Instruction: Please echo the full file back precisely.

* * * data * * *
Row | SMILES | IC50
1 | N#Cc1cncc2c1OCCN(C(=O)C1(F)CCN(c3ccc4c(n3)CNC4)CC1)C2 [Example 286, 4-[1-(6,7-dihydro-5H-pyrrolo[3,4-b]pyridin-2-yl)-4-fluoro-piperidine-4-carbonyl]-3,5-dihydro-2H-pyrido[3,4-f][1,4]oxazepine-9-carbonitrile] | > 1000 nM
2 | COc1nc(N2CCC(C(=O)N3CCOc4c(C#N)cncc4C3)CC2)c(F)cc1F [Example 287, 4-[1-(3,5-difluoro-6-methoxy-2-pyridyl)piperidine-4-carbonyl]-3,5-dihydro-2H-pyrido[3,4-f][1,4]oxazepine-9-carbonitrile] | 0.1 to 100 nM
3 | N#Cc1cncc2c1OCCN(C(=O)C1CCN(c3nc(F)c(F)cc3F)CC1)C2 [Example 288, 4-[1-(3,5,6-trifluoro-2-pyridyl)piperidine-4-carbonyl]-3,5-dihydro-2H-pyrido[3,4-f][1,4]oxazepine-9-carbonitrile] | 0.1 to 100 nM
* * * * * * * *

Row | SMILES | IC50
1 | N#Cc1cncc2c1OCCN(C(=O)C1(F)CCN(c3ccc4c(n3)CNC4)CC1)C2 [Example 286, 4-[1-(6,7-dihydro-5H-pyrrolo[3,4-b]pyridin-2-yl)-4-fluoro-piperidine-4-carbonyl]-3,5-dihydro-2H-pyrido[3,4-f][1,4]oxazepine-9-carbonitrile] | > 1000 nM
2 | COc1nc(N2CCC(C(=O)N3CCOc4c(C#N)cncc4C3)CC2)c(F)cc1F [Example 287, 4-[1-(3,5-difluoro-6-methoxy-2-pyridyl)piperidine-4-carbonyl]-3,5-dihydro-2H-pyrido[3,4-f][1,4]oxazepine-9-carbonitrile] | 0.1 to 100 nM
3 | N#Cc1cncc2c1OCCN(C(=O)C1CCN(c3nc(F)c(F)cc3F)CC1)C2 [Example 288, 4-[1-(3,5,6-trifluoro-2-pyridyl)piperidine-4-carbonyl]-3,5-dihydro-2H-pyrido[3,4-f][1,4]oxazepine-9-carbonitrile] | 0.1 to 100 nM